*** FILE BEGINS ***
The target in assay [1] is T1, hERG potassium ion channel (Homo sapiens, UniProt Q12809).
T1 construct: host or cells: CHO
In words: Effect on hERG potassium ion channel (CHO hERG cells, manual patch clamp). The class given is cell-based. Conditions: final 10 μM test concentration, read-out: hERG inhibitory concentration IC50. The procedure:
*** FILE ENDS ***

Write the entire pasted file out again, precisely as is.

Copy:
The target in assay [1] is T1, hERG potassium ion channel (Homo sapiens, UniProt Q12809).
T1 construct: host or cells: CHO
In words: Effect on hERG potassium ion channel (CHO hERG cells, manual patch clamp). The class given is cell-based. Conditions: final 10 μM test concentration, read-out: hERG inhibitory concentration IC50. The procedure: